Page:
Complex Business Litigation in the Time of Covid

Online trials business litigationHow to Participate in an Online Trial or Hearing

Trials are starting again during the pandemic.  Because of the pandemic, courts were closed for months.  Since the wheels of commerce must go on, people needed to learn how to meet online.  So more business is being conducted virtually.  After much delay, cases on court documents began to move.

Our first online trial happened in August of 2020.  It started 20 minutes late.  We were ready on time.  The delay came from technical difficulties experienced by the other parties.  Some parties participated from their homes.  Anyone who does so must have a camera on their computer, as well as a working microphone.  Consider using headphones and ensure that background noise is minimized.

Our first online trial was an arbitration conducted by the American Arbitration Association.  We used Zoom as the online service.  I am not sure that jury trials would be appropriately conducted online but, to date, that issue has not come up at our firm.

This online trial went well for us.  It did not go so well for our opponents.  The arbitrator fell asleep during their cross-examination of one of the witnesses.  He also let slip a comment that reflected his disdain for a line of questioning the respondent’s counsel was pursuing.  

Technical issues were minimal and the parties were cooperative.  There were many documents involved in this case, but the parties were able to provide the documents beforehand to the arbitrator and other parties.  Justice was served in this brave new world.

We learned multiple lessons during our online trial experiences:  

(1) Be patient and flexible.  Things arise online that may be different than in a courtroom.  Most of us are still learning the ins and outs of online transactions.

(2) Watch your facial expressions because you are continuously on camera.  The Respondent’s smirking during opening statements did not serve him well.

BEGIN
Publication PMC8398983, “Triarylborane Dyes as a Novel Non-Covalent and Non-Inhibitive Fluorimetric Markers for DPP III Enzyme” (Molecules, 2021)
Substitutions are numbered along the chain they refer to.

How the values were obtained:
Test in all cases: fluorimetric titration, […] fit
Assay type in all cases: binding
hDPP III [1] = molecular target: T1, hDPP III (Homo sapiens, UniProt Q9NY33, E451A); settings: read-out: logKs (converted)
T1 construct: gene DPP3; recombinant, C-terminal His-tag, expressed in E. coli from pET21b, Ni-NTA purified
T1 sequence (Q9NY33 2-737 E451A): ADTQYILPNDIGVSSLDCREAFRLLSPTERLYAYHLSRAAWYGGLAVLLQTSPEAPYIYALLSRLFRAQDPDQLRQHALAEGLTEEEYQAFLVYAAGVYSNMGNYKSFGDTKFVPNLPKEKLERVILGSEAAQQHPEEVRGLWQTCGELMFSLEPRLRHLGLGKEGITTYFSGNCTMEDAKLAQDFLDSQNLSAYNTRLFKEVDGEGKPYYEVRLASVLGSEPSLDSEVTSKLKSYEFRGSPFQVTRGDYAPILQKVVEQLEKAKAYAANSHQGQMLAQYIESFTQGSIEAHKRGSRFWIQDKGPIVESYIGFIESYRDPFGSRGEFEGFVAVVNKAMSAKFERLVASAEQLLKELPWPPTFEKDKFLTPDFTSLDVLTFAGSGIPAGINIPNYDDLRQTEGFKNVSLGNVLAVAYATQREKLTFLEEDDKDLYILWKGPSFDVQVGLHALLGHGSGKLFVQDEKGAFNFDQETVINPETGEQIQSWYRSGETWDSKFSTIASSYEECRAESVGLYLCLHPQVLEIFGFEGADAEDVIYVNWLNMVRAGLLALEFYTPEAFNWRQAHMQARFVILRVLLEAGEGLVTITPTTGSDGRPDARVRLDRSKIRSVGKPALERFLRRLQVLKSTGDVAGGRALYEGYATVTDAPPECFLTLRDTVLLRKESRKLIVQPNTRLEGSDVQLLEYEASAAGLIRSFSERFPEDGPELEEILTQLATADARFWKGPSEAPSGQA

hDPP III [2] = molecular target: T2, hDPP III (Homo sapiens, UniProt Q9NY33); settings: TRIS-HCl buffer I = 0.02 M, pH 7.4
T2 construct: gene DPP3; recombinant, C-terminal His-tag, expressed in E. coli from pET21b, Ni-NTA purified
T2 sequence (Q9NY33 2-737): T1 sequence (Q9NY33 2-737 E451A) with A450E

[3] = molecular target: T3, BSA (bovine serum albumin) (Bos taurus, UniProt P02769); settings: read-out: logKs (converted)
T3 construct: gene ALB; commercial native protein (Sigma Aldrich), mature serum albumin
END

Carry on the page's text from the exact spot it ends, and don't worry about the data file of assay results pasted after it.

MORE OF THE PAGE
(3) Teach all participants how to turn off audio, mute themselves (when not testifying) and stop video of themselves.  If more than one person has audio on, there can be feedback, echoing or other noise that is disturbing to others.

(4) Use two monitors for the counsel and two for the witness.  That way, one monitor can have all parties showing and one can show the document/exhibit.

(5) It is a good practice to provide hardcopies of all exhibits in advance to the judge, opposing counsel and witnesses.

(6) Hire a tech person to help things go smoothly.  Online trials are new territory for most of us, so unusual challenges are likely to arise.  Digital Evidence Group of Washington, D.C., did an excellent job of displaying exhibits on multiple screens and enlarging them when necessary.

(7) Be careful of what you say.  Much more can be picked up, heard and seen by others when gathered online than when in person.  Microphones can be sensitive.  In fact, one of the judge’s comments (which he undoubtedly did not intend anyone to hear) was heard by the litigants.  The comment happened to be critical of the other side’s presentation.  Always leave someone from your team listening to the zoom room during breaks.  Opponents may use this time to endear themselves to the judge/arbitrator.

(8) Keep your mask on if you are not speaking/testifying.  Help to keep others, and yourself, safe.

In short, litigants should not be hesitant to participate in online trials.  They are safer for all of us, and may even serve to reduce more quickly the backlog of cases on our nation’s court dockets.  If you have any questions, feel free to contact one of our attorneys at Pels Law.

 

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